When we added the bubbling rock fountain to our pebbled ‘beach’ area in the garden a couple of years ago, we had no idea how attractive it would be to the bird population as a bathing and drinking locale. In fact, it now pulls in greater numbers and variety of birds than any of the other water features that we have dotted around (two raised/pedestal bird baths and a water cascade into a small pool). This might be because it is furthest from the house (marginally). It is also furthest from tree cover and is more exposed. On the plus side this means that cats etc. are easy to see, but it also makes it vunerable to raptor predation as well. We do see signs of this type of predation, but not very often.
The rock is popular with both large and small birds. Larger birds seem to enjoy hopping, from rock to rock, to approach the water. At first, it was common garden and social species that visited the fountain (pigeons, robins, doves, blackbirds, tits),
but now it is also more timid examples (wrens, warblers, woodpeckers).
Over the last year the ‘spa’ has been used by at least three species of birds that I’d not seen in the garden before: garden warbler, chiffchaff and blackcap (see below). This makes me even more excited for our ongoing large pond project for the end of the garden.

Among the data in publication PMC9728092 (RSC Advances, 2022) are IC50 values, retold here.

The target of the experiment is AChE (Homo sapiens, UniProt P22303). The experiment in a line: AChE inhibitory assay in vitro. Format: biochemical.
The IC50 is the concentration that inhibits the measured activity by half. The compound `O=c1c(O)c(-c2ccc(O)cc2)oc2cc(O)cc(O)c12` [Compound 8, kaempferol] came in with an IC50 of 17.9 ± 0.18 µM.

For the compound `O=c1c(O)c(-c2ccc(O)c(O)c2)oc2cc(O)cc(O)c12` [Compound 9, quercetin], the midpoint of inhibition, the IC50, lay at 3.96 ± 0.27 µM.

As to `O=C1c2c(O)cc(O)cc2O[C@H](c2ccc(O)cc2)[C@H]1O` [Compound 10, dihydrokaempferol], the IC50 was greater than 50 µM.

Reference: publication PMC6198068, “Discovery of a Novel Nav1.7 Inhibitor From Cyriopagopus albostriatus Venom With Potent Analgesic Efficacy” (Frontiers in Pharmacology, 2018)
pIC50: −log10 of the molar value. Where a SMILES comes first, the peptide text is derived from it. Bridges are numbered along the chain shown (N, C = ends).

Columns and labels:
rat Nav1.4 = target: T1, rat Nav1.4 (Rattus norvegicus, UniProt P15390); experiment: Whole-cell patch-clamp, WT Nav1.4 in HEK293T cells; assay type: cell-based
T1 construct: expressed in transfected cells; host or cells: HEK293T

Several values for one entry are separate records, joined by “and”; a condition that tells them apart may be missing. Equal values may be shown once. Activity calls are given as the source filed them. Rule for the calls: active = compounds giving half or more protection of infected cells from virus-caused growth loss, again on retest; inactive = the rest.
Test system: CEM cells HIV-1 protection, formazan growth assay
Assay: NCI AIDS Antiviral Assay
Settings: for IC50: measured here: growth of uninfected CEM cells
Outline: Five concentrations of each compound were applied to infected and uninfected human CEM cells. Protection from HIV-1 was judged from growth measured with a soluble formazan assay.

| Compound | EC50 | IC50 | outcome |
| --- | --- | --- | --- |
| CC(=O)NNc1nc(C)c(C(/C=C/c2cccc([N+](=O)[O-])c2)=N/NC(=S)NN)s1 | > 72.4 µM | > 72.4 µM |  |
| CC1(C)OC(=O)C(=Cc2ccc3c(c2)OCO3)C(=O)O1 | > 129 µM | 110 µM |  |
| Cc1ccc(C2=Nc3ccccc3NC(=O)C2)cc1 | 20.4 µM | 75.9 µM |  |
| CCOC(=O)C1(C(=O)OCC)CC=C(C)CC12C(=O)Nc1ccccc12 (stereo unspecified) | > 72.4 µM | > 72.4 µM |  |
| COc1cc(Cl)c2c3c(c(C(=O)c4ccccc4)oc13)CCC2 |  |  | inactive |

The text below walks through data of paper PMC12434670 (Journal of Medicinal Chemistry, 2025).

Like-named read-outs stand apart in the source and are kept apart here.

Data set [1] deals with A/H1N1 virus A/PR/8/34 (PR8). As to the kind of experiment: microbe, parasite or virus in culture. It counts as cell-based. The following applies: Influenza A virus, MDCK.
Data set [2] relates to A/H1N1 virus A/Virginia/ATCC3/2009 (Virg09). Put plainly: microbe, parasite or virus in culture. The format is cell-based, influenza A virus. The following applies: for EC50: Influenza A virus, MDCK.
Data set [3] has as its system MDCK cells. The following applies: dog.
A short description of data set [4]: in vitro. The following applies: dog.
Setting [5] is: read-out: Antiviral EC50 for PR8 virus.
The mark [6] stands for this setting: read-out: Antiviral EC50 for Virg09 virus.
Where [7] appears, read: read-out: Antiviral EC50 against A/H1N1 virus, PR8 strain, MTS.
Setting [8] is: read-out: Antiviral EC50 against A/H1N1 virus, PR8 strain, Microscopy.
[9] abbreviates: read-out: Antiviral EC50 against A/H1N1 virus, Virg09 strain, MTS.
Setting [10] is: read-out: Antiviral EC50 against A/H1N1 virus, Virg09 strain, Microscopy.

Anyway, the other day I went out to photograph some magpies near the rocks. They disappeared pretty quickly and so I sat down on the patio to check the photos. Gradually I registered that there were a lot of small birds tweeting and flying between the central damson trees. Over a 4-minute period they started to visit the fountain and this is what I recorded …
13th October 10:56am Female Blackcap (the first one I’ve seen in the garden!!!)
10:57am Male Blackcap takes over (again a first ‘spot’)
10:58am Male Blackcap defends his bathing rights against a chaffinch
10:58am Song Thrush jumps up for a drink while the rock is empty
10:58am Blackbird hops into the subsequent gap for a quick one
10:59am Blackcap returns and just beats the Great Tit to the spa
10:59am Male and female Blackcaps on fountain (No, he didn’t share)
10:59am Male Blackcap totally committed to the wash (lol)
And a few days later, the afternoon 5 minute line-up for baths at the spa started with a Great Tit, followed by a Coal Tit, then a Blackbird and next a Goldcrest. Then two Goldcrests appeared together and since they are so cute, here they are:
The final appearance was by a tiny, nervous-looking wren, who didn’t take long to decide that the pool cascade near the fir tree was safer and adjorned there instead.
Still rather nervous though!
Birds have dominated my wildlife observations in the garden this month, but their antics have made me laugh. The numbers of butterflies and bees around has shrunk dramatically throughout October. There is still the odd Red Admiral around, sampling the damson juices or basking on the ivy, but that is about it on the butterfly front. Bumblebees are most likely to be seen on the remaining dahlias and salvias. Quite often they seem to be asleep. Frost burnt a lot of plants here last Sunday night and is likely to finish them off this weekend, if the forecast is correct.
I am linking these birdy, bath-time shenanigans to Tina’s (mygardenersays) monthly garden Wildlife meme. Texas is still enjoying beautiful weather, so she has plenty to share. Do take a look.